If you’re a self-taught artist who wants to sell your art online, coming up with 200 or 300 words may seem like a daunting task; after all, you’re an artist, not a writer! That said, when you want to promote your creative works on the Internet, using words – the RIGHT words – is essential. In fact, the written description of your art can be just as critical as the visual in the virtual world. You have to “sell” the virtues and features of your work, offering vivid descriptions for potential buyers.
You’re not a writer, and maybe your marketing skills aren’t so great, either. Online, you have to look at your paintings, sketches, and drawings from the potential buyer’s point of view, describing the benefits and features in a way that engages the potential buyer. Ready for a few writing tips to help you achieve success selling your art online?
Here are a few:
Paint a vivid picture (no pun intended), describing your creation as if the interested party could not see the painting or drawing. Think of it this way: Pretend the words you use to describe your work is the only experience the reader will ever have of it.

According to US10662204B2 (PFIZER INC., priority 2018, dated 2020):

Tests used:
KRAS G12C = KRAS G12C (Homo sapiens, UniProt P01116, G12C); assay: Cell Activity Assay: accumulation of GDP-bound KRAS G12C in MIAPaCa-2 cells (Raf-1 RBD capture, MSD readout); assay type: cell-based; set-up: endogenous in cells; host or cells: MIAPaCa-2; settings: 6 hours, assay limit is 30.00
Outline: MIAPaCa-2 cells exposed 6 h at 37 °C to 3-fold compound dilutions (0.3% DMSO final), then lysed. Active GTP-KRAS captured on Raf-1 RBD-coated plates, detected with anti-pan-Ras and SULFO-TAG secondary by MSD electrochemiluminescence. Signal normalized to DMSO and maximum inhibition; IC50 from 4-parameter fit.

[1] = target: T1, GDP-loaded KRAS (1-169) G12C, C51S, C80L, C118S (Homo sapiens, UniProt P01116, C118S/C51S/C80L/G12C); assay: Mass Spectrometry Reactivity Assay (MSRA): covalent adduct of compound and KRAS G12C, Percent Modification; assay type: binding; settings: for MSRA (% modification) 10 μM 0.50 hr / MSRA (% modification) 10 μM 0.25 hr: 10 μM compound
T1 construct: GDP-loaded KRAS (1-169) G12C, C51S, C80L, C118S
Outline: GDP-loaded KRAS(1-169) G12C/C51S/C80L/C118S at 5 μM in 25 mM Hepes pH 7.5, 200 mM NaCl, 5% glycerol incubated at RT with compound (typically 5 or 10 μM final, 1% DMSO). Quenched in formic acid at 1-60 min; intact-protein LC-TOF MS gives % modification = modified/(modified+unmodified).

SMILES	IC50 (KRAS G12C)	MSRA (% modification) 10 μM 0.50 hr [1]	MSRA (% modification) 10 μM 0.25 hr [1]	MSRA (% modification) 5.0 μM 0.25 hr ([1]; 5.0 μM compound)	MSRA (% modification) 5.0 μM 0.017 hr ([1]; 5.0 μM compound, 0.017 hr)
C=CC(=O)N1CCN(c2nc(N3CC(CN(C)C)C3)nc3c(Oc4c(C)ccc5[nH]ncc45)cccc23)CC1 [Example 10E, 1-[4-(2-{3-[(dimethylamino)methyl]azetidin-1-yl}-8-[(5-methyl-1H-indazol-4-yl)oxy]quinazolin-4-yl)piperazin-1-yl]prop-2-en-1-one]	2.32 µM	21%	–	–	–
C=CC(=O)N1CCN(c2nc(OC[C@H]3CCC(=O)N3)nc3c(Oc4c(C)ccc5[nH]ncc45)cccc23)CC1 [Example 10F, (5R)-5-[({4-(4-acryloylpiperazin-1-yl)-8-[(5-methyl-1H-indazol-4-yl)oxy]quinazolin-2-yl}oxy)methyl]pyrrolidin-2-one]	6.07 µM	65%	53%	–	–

Include details of the colors, being very descriptive about their effect. For instance, dark blue may be included with the word “dusky.” Other descriptive words describing the intensity of color can include diffused, radiant, luminous.
Consider the feeling you can evoke through words. If a potential client is looking for a painting to use as the focal point over a sofa in the living room, he/she isn’t looking for a sunset with lots of purple and orange. The client is thinking more in terms of a distinctive, eye-catching piece that will evoke a relaxed, soothing feeling. Your words should make potential buyers FEEL the mood or tone of the painting.
Sure, art is charcoal, pencil, or paint on canvas or other medium – but it isn’t passive! You aren’t just selling a physical object, you’re selling an experience, a feeling. Explain in your content what your art accomplishes, whether it nurtures and soothes, charms, motivates, or creates an atmosphere.
Even after reading these tips, coming up with the right words may still be tough – but with practice and a little assistance from family and friends who can describe your artwork from their own unique perspectives, you’ll find it becomes much easier!